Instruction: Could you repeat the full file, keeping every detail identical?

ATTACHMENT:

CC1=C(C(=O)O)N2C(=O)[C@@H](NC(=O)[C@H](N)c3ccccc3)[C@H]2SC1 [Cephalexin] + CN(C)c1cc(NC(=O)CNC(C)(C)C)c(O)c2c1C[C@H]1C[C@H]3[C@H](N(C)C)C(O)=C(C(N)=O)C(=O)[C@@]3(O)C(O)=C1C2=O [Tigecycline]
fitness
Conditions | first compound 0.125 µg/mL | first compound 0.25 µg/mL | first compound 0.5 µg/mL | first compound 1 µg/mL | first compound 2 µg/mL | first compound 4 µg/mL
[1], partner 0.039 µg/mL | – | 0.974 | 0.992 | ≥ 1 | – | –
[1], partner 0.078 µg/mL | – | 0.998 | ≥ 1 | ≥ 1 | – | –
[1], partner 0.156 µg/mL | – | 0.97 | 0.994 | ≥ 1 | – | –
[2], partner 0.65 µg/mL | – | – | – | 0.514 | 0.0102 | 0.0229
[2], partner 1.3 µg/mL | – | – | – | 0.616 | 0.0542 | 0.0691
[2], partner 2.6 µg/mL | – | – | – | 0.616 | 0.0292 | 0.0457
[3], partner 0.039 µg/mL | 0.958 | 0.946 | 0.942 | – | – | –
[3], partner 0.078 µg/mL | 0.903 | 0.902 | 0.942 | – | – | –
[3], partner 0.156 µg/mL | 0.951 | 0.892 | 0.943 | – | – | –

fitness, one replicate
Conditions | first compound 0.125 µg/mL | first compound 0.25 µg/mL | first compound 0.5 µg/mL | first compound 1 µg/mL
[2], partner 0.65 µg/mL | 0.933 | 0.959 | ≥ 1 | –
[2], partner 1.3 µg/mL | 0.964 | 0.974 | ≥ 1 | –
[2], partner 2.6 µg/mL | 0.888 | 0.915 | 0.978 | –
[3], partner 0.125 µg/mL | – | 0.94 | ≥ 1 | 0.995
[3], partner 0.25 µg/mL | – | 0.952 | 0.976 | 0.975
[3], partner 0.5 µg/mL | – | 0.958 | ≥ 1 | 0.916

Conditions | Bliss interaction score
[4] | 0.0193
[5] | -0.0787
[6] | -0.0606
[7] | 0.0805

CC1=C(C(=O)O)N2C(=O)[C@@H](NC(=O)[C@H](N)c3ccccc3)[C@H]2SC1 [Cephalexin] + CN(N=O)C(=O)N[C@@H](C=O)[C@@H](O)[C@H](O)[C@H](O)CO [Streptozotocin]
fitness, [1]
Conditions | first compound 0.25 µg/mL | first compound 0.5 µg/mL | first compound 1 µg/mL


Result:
CC1=C(C(=O)O)N2C(=O)[C@@H](NC(=O)[C@H](N)c3ccccc3)[C@H]2SC1 [Cephalexin] + CN(C)c1cc(NC(=O)CNC(C)(C)C)c(O)c2c1C[C@H]1C[C@H]3[C@H](N(C)C)C(O)=C(C(N)=O)C(=O)[C@@]3(O)C(O)=C1C2=O [Tigecycline]
fitness
Conditions | first compound 0.125 µg/mL | first compound 0.25 µg/mL | first compound 0.5 µg/mL | first compound 1 µg/mL | first compound 2 µg/mL | first compound 4 µg/mL
[1], partner 0.039 µg/mL | – | 0.974 | 0.992 | ≥ 1 | – | –
[1], partner 0.078 µg/mL | – | 0.998 | ≥ 1 | ≥ 1 | – | –
[1], partner 0.156 µg/mL | – | 0.97 | 0.994 | ≥ 1 | – | –
[2], partner 0.65 µg/mL | – | – | – | 0.514 | 0.0102 | 0.0229
[2], partner 1.3 µg/mL | – | – | – | 0.616 | 0.0542 | 0.0691
[2], partner 2.6 µg/mL | – | – | – | 0.616 | 0.0292 | 0.0457
[3], partner 0.039 µg/mL | 0.958 | 0.946 | 0.942 | – | – | –
[3], partner 0.078 µg/mL | 0.903 | 0.902 | 0.942 | – | – | –
[3], partner 0.156 µg/mL | 0.951 | 0.892 | 0.943 | – | – | –

fitness, one replicate
Conditions | first compound 0.125 µg/mL | first compound 0.25 µg/mL | first compound 0.5 µg/mL | first compound 1 µg/mL
[2], partner 0.65 µg/mL | 0.933 | 0.959 | ≥ 1 | –
[2], partner 1.3 µg/mL | 0.964 | 0.974 | ≥ 1 | –
[2], partner 2.6 µg/mL | 0.888 | 0.915 | 0.978 | –
[3], partner 0.125 µg/mL | – | 0.94 | ≥ 1 | 0.995
[3], partner 0.25 µg/mL | – | 0.952 | 0.976 | 0.975
[3], partner 0.5 µg/mL | – | 0.958 | ≥ 1 | 0.916

Conditions | Bliss interaction score
[4] | 0.0193
[5] | -0.0787
[6] | -0.0606
[7] | 0.0805

CC1=C(C(=O)O)N2C(=O)[C@@H](NC(=O)[C@H](N)c3ccccc3)[C@H]2SC1 [Cephalexin] + CN(N=O)C(=O)N[C@@H](C=O)[C@@H](O)[C@H](O)[C@H](O)CO [Streptozotocin]
fitness, [1]
Conditions | first compound 0.25 µg/mL | first compound 0.5 µg/mL | first compound 1 µg/mL